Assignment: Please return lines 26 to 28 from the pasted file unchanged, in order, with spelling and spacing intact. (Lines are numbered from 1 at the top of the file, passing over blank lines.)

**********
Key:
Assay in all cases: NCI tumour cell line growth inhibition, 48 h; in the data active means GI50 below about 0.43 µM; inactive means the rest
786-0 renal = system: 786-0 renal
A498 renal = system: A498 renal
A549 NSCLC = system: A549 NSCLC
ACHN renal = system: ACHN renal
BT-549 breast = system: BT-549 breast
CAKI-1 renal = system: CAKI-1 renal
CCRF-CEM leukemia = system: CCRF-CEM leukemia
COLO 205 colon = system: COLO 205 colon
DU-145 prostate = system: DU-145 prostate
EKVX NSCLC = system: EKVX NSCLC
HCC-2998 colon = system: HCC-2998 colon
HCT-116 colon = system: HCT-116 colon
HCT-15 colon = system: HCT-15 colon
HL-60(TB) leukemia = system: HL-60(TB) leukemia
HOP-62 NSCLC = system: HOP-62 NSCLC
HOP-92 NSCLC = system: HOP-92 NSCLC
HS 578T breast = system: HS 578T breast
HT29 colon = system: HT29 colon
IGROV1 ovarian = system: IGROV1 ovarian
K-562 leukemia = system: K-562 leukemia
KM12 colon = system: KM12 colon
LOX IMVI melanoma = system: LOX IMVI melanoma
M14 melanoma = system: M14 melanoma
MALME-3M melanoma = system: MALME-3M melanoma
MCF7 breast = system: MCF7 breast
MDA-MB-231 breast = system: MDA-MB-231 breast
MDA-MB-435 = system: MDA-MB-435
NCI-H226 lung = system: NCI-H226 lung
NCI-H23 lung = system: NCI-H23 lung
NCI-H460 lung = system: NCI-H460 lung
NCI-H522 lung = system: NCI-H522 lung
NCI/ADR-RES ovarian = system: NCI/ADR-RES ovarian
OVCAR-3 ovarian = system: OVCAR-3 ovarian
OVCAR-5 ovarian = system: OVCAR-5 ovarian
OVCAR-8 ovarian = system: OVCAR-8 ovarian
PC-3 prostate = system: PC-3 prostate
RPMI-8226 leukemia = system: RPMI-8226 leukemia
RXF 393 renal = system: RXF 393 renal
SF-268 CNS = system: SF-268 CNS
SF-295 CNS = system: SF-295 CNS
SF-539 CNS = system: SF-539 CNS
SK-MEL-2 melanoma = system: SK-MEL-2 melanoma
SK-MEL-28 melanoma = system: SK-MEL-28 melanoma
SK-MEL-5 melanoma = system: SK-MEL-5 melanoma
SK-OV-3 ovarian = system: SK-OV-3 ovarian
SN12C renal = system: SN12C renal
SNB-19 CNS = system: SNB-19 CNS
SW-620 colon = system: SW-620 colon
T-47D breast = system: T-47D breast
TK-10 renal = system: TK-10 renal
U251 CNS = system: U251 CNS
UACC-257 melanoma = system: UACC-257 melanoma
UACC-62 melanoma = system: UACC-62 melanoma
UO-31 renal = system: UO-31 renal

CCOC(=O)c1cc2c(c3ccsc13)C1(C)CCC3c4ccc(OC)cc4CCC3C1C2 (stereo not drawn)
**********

MALME-3M melanoma = system: MALME-3M melanoma
MCF7 breast = system: MCF7 breast
MDA-MB-231 breast = system: MDA-MB-231 breast